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Did Congress Just Give GMOs A Free Pass In The Courts?

Farmers harvest a sugar beet crop on a farm in Gilcrest, Colo.

Tucked inside a short-term funding measure that Congress approved Thursday is a provision that critics are denouncing as a "Monsanto Protection Act."

The so-called "biotech rider" was included in legislation that won final approval from the House, avoiding a shutdown of the federal government on March 27, when the current funding was set to expire. The provision was slipped into the legislation anonymously. It explicitly grants the U.S. Department of Agriculture the authority to override a judicial ruling stopping the planting of a genetically modified crop.

On the face of it, that sounds pretty bad. And when environmental and organic farming groups got wind of it earlier this month, they mounted a campaign urging voters to call and email their senator and voice their outrage over the provision, which they denounced as a "giveaway to genetically engineered seed companies," and even an act of "fascism." Also dismayed was Montana Democrat Jon Tester, the Senate's lone active farmer, who had offered an amendment to strike the provision from the funding resolution.

The provision "tells USDA to ignore any judicial ruling regarding the planting of genetically modified crops," Montana Sen. Jon Tester (D), said in remarks prepared for delivery on the Senate floor last week.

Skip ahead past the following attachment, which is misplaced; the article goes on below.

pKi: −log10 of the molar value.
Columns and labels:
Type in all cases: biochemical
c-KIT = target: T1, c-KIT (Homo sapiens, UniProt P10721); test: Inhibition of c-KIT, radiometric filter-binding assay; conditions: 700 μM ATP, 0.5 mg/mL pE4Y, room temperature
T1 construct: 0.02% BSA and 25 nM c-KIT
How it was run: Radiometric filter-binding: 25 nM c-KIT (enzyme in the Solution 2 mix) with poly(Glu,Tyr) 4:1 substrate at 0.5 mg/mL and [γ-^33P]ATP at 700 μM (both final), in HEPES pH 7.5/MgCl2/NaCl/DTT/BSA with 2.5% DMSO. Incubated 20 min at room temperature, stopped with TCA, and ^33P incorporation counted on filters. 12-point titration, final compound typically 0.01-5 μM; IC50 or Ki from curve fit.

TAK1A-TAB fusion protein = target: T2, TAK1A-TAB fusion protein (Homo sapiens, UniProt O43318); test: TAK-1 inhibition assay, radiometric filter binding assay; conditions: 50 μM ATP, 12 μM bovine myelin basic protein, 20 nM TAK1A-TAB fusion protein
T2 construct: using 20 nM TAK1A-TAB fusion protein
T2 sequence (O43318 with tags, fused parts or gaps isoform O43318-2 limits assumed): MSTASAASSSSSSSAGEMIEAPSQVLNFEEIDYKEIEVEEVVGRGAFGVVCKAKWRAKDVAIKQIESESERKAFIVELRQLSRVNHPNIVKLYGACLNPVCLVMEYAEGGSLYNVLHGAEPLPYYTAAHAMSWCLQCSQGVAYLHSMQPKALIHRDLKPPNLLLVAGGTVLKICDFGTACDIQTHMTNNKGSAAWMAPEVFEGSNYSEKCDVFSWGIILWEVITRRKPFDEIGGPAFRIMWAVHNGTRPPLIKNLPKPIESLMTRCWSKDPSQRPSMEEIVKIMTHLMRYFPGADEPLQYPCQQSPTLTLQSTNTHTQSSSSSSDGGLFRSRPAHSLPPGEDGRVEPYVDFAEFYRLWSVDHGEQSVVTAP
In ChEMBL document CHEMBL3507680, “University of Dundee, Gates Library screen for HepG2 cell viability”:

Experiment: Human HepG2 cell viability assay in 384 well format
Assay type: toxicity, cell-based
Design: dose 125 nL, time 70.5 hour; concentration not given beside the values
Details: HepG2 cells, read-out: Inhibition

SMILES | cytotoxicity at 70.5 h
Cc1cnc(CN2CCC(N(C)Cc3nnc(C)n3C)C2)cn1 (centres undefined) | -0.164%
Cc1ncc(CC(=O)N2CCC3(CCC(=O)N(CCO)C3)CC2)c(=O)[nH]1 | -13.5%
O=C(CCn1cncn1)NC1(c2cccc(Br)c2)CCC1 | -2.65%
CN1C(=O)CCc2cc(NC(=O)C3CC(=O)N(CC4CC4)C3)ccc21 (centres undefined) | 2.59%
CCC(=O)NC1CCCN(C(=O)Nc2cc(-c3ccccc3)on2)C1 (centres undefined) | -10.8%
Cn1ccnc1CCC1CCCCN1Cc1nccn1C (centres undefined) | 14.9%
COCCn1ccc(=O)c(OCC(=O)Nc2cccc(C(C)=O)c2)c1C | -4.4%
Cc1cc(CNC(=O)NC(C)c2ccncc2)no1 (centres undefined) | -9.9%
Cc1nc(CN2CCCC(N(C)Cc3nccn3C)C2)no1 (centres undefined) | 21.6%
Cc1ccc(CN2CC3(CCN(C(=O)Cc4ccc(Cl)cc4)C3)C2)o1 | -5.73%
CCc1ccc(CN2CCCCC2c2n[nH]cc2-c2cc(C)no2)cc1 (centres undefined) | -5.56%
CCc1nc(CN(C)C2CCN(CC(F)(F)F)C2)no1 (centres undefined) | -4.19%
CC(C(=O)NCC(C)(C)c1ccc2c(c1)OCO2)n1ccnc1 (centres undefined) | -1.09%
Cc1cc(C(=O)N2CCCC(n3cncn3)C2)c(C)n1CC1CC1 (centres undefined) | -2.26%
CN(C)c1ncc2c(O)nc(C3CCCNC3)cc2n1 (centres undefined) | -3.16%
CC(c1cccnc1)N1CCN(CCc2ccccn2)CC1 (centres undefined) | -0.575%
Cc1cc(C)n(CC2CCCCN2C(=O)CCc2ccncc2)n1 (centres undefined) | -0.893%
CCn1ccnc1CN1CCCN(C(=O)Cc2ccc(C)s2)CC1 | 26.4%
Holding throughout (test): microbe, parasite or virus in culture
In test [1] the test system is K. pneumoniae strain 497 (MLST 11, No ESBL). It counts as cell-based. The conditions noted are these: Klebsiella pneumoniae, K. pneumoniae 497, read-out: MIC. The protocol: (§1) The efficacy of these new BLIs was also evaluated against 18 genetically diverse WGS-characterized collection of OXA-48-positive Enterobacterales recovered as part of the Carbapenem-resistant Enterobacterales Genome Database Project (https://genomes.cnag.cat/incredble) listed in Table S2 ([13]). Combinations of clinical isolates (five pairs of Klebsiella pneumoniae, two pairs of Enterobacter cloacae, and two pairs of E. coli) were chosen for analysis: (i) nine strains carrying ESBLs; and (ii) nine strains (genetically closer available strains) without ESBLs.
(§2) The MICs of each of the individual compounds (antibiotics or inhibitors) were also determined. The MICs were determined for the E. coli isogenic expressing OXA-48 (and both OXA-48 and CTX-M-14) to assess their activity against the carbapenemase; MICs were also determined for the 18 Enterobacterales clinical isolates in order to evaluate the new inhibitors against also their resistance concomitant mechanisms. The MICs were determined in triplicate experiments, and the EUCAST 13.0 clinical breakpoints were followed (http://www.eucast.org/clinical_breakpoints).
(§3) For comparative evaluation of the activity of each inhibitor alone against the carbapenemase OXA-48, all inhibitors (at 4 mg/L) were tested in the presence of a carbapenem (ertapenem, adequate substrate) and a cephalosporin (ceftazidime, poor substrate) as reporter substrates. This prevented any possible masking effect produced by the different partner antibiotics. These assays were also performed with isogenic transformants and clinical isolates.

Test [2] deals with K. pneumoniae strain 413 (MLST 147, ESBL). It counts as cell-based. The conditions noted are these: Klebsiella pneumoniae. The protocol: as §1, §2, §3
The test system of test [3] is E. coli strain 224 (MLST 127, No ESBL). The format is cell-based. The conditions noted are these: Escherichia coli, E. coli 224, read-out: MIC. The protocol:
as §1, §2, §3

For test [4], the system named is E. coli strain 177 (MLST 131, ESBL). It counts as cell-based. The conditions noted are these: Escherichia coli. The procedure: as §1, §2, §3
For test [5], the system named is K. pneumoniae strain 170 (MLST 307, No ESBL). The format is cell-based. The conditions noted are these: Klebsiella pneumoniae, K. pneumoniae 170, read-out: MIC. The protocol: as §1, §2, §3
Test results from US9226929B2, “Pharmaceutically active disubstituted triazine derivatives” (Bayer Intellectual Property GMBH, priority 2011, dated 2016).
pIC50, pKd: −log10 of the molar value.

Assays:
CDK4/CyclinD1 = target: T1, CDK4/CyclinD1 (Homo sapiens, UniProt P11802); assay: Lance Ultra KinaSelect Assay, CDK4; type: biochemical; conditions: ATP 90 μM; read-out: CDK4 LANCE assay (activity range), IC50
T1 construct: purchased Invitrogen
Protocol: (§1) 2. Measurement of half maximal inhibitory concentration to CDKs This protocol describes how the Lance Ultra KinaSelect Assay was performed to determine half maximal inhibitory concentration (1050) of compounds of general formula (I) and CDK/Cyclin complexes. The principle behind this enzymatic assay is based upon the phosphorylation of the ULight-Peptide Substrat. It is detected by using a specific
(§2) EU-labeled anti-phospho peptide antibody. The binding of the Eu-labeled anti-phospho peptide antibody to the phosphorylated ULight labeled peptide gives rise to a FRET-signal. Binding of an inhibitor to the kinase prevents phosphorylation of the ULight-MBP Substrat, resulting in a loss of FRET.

But a closer look at the language of the provision suggests it may not be granting the USDA any powers it doesn't already have.

"It's not clear that this provision radically changes the powers USDA has under the law," Greg Jaffe, director of the Biotechnology Project at the Center for Science in the Public Interest, tells The Salt.

If you read the provision closely (it's on page 78, Sec. 735, of this PDF), you'll see that it authorizes the USDA to grant "temporary" permission for GMO crops to be planted, even if a judge has ruled that such crops were not properly approved, only while the necessary environmental reviews are completed. That's an authority that the USDA has, in fact, already exercised in the past.

Back in 2010, a federal judge in San Francisco ruled that the USDA had approved genetically modified sugar beets for commercial planting without adequately assessing their potential environmental impact. The ruling effectively banned future plantings of GMO sugar beets - which made up most of the country's crop - and raised the specter of a sugar shortage.

So two giant biotech seed producers - Monsanto and Germany's KWS - petitioned the USDA to issue a "partial deregulation:" Essentially, farmers got the go-ahead to keep planting the beets until the USDA's environmental assessment of the crop was complete.

At the time, the USDA's decision infuriated environmental groups and the organic industry. So it's easy to see why these same groups now take umbrage at an act of Congress that seems to encourage the USDA to approve first, assess later when it comes to GMO crops involved in a legal dispute.

Says Jaffe: "It clearly is a strong statement from Congress that USDA should exercise those powers, maybe in more situations than they might otherwise do it."

But unlike controversial biotech language inserted into the farm bill last year that never made it into law, Jaffe notes that the newly enacted provision does not seek to limit the government's ability to conduct environmental reviews of biotech crops.

And for opponents of the new biotech rider, there's this silver lining: Like the rest of the stopgap funding legislation, it expires in six months.

Copyright 2013 NPR. To see more, visit www.npr.org.

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